(TB) It’s something that is very relevant in the current commercial urban landscape, but there’s also an almost desperate effort to be relevant. Everyone is trying so hard to be relevant and provide an exceptional experience, forgetting about the basic simple things such as being recognised when you’re a regular client. Don’t go to the latest cool store which has a screen which transforms you,  making you ten years younger. That’s not retail. Retail is about making a human connection and about the fact that you buy from someone who knows you, what you like, and remembers what you bought last week. At Aesop, we’ve established a connection with the people who work for us in the stores, the architects we collaborate with, the community around us. If you do retail well, there’s no need to constantly reinvent the wheel. At Aesop we try to build teams of people who contribute something in interactions and are able to build relations, who are receptive of their surroundings, they need to have a certain level of curiosity.

How would you describe the profile of the Aesop client and has it evolved over the years?
(TB) I think there’s different levels of reading the Aesop brand, depending on the life experience you have or culture you’re from. You know, Dennis Paphitis has always thought of Aesop as a democratic company. From a pricing perspective we’re not demonstrating wealth, but price for us is a consequence of the ingredients of a product and never as a consequence of brand positioning. So yes, we’ve got this connection with architecture, literature and music, and we’d like to use all that as an opportunity to bring something to our customers, but if they don’t want it and just the product, that’s just fine. Everyone sees and experiences something different, it doesn’t need to be a one size fits all. And also, I think it’s good we’re able to change people by exposing them to something they haven’t been exposed to before. So, if you take a look at the Aesop newsletters, they aim to elevate people, and not necessarily sell them something.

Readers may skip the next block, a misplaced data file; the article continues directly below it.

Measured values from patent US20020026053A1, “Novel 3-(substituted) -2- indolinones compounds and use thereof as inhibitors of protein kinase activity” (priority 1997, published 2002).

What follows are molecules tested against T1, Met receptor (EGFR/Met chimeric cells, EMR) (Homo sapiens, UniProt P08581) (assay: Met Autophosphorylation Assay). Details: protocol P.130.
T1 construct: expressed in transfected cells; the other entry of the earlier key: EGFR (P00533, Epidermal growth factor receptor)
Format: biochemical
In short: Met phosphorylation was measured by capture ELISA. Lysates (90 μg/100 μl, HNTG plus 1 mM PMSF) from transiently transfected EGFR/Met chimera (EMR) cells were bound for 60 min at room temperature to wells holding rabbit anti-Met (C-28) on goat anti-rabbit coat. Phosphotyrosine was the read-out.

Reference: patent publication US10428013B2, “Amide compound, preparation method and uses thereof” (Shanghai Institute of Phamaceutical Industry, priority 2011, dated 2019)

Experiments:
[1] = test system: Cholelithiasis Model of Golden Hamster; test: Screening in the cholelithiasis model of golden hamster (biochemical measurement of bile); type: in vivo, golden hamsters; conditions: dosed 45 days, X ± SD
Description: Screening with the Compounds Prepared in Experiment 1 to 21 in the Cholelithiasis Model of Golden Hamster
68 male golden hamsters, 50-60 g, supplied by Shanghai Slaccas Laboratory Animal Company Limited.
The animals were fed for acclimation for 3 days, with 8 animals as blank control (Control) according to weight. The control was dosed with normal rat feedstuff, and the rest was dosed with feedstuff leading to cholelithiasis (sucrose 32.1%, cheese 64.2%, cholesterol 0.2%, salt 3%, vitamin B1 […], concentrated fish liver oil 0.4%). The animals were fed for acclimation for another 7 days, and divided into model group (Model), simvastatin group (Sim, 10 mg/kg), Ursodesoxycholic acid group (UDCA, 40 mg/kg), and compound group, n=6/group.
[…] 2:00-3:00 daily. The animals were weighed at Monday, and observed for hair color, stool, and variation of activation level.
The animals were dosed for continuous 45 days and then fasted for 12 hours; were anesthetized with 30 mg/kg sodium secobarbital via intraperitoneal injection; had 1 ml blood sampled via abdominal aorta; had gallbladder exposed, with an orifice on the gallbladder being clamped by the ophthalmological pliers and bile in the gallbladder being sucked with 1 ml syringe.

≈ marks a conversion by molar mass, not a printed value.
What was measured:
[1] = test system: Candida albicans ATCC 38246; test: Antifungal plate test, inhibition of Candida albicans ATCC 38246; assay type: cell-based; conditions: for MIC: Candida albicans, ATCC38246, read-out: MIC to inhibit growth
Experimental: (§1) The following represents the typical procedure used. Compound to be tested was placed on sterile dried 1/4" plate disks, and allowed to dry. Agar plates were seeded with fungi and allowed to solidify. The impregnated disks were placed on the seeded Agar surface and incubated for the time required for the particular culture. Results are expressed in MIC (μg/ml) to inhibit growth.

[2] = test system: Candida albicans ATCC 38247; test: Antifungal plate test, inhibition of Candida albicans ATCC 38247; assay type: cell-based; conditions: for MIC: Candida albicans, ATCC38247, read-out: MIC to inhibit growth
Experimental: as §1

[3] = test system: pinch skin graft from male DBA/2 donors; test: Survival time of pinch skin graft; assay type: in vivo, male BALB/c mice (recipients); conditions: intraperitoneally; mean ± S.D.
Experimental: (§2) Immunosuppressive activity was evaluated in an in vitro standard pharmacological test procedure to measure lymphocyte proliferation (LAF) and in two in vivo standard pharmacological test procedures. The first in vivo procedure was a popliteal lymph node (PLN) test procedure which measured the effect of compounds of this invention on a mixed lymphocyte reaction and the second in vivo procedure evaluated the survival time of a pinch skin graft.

How do you view Amsterdam‘s retail landscape and do you see room for growth for Aesop in the Netherlands?
(TB) Well, what I’ve seen, as in many other big cities, is that there’s a very commercial centre which sadly is a replication of what you see elsewhere, so a lot of chain stores and high foot traffic. We as Aesop don’t feel comfortable there. What has remained in Amsterdam, and it’s something I really like, is a substantial number of independent and interesting stores. Although this specific segment is fading, just like everywhere else, I think the situation right now is not too bad. It’s tough for them, because landlords these days can be quite harsh. As for expansion in the Netherlands, there are no immediate plans, but we’re just exploring the market. You know, we also opened a counter at de Bijenkorf department store here in Amsterdam. Elsewhere, we have a presence through Skins Cosmetics. But obviously, both the new store and counter will enhance our visibility in this country.

You have witnessed the purchase of Aesop by Brazilian beauty giant Natura in 2012. Could you shed light on how it has effected operations at Aesop the synergetic advantages spawning from the deal?
(TB) I’m asked this question many times. To begin with, both companies have a very different scale, Natura‘s annual turnover is EUR 3 billion. From sustainability and social perspective, it’s an incredible company, and frankly, i had no idea in the beginning. At a business level for Aesop, I think the level of respect and intelligence with which they treated this investment is remarkable. They’ve been supportive, but also hands-off as well. You probably know that the Natura group also includes The Body Shop, an organisation with bigger teams within the EU, and sometimes we’re able to use a lawyer from them. For instance, we’re looking at entering a new market and they already have a subsidiary there. So, they also introduce us to local real estate agents. It’s that kind of synergy, but with an absolute respect for the integrity of the Aesop brand. The culture at Natura is in fact all about building meaningful relationships and that’s what they also did with Aesop.

© Aesop